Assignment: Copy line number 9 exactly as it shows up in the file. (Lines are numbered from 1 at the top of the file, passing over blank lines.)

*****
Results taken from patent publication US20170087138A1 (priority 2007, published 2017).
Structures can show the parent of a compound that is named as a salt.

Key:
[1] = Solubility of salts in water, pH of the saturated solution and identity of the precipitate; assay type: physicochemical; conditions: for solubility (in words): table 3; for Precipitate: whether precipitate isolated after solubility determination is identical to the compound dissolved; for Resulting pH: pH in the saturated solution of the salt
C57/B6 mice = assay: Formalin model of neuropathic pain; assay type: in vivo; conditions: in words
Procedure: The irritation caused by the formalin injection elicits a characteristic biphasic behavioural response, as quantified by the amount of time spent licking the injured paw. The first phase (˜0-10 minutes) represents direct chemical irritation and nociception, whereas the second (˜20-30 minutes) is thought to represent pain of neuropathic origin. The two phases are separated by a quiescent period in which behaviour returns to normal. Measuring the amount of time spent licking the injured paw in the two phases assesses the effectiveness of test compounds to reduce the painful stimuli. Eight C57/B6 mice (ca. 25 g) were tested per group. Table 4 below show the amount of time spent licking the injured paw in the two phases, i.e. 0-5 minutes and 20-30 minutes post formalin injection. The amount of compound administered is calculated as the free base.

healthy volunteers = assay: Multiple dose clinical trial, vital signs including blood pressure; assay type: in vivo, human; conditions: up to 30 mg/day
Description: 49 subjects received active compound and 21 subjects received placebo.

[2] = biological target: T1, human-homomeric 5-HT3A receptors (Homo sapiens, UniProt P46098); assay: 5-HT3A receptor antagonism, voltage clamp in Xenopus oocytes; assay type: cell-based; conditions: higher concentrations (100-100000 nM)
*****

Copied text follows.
[2] = biological target: T1, human-homomeric 5-HT3A receptors (Homo sapiens, UniProt P46098); assay: 5-HT3A receptor antagonism, voltage clamp in Xenopus oocytes; assay type: cell-based; conditions: higher concentrations (100-100000 nM)